Tuesday, September 13, 2005

Roberts II

My reaction to the Roberts nomination was initially one of jubilee. That feeling has been waning for some time. It doesn't help when Joseph Farah compares him to Stephen Breyer. While not a regular reader of Mr. Farah, he writes for WorldNetDaily, home of some of my favorite commentators. Rather than act as a mouthpiece for Bush--like Rush and Hannity often do--WND seems more principled than, say, FoxNews.

John Roberts still has most conservatives buffaloed.

They just can't believe George W. Bush would betray them so boldly.

But he has.

Even I, the ultimate skeptic, am just beginning to fathom the extent of the shell game that has been played on conservatives – most of whom are actively working on behalf of the confirmation of a new chief justice of the U.S. Supreme Court who will make Ruth Bader Ginsberg look like a moderate.

Stephen Breyer. That's who Roberts most resembles, according to his friend.

The article is mostly taken from one source, so it is best to take Farah's piece with a grain of salt. That being said, if Roberts truly is a moderate or liberal, that would explain the lack of outrage over his appointment. Farah's piece alone isn't enough to convince me completely. It is Roberts himself who is doing his best to do that.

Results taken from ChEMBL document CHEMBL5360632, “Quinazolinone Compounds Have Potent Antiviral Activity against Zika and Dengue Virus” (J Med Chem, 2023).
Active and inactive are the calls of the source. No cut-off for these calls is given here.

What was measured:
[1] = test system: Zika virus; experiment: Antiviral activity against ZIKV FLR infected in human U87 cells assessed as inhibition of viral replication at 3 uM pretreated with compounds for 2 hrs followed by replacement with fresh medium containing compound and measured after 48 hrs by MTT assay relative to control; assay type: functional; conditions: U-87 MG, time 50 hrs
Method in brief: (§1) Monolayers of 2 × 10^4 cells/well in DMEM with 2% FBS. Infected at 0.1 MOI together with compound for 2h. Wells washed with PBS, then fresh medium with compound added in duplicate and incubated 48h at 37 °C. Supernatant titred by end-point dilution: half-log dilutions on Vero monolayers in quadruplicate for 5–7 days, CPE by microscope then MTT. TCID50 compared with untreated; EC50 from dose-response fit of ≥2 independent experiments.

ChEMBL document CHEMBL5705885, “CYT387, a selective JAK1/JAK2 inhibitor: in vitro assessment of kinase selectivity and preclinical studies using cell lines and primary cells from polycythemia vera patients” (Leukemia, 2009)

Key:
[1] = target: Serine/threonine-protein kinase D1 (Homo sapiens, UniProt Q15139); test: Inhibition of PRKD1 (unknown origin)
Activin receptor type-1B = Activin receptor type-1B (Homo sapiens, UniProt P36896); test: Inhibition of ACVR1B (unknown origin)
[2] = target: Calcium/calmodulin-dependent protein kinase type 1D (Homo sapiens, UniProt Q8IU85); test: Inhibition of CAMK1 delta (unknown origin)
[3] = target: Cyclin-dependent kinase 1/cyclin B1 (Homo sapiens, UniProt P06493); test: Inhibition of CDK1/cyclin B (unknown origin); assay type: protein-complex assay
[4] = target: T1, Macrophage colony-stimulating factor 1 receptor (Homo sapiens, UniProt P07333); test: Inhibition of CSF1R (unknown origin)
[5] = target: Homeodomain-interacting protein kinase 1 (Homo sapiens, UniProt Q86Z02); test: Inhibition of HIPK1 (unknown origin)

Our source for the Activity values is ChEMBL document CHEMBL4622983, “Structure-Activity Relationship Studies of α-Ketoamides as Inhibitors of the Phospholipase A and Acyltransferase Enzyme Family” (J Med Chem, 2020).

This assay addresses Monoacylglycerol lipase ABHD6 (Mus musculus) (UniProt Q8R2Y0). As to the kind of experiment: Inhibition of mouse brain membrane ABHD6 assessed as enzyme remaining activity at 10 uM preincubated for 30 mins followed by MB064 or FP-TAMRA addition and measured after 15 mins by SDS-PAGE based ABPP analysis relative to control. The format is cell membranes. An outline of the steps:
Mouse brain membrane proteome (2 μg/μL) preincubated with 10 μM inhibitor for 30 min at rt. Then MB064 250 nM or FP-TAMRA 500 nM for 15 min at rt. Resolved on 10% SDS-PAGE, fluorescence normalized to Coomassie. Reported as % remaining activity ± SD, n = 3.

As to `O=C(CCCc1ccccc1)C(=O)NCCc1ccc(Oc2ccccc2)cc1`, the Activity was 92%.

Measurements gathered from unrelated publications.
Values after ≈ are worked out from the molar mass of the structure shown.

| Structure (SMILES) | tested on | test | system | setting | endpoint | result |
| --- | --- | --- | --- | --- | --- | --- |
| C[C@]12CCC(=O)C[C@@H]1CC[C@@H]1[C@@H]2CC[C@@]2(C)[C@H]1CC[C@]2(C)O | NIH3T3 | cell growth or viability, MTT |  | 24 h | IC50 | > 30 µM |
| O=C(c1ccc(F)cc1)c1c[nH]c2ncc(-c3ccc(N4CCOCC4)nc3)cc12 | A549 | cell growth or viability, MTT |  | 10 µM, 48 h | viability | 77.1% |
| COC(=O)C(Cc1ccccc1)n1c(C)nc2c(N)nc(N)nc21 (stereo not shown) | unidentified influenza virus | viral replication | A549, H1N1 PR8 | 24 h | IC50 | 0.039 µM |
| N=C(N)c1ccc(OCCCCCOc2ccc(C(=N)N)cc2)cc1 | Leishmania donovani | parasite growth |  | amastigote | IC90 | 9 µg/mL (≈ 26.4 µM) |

Supreme Court nominee John Roberts jousted with Democratic senators Tuesday at his confirmation hearing to be chief justice, dodging their attempts to pin down his opinions on abortion, voting rights and other legal issues.

Roberts said he felt the landmark 1973 ruling legalizing abortion was "settled as a precedent" and that the Constitution provides a right to privacy.

I can't imagine those words coming from Thomas or Scalia. I was hoping for more of a "there is no carte blanche right to privacy" approach. Also, Roe v. Wade is a case of judicial activism. Hiding behind precedent is cowardly. Why don't we just go back to the precedence of Plessy v. Ferguson while we're at it? Why can't Roberts come out and admit what conservatives--and honest liberals--know to be true?

To an extent, I'm willing to let Roberts' cowardice slide. After all, with a slim majority made up of McCain like moderates and a group of Democrats who realize what is at stake, it may be best to play it cool. If, however, Roberts does come down on the pro-choice side of any decision, the conservatives may have finally had enough.

The fringe left--NARAL and People for the American Way for instance--are displeased that Roberts won't tie himself down to a stance on the abortion issue. The liberals in the Senate seems slightly ticked that Roberts won't do something stupid that they can use for ammo against Bush. I've never paid attention to a Supreme Court nomination, but things appear to be going well enough, at least for Roberts.

Whether or not they are good for conservatives, and by extension the republic, remains to be seen. Bush's legacy, and the future of the Republican Party, hang in the balance.

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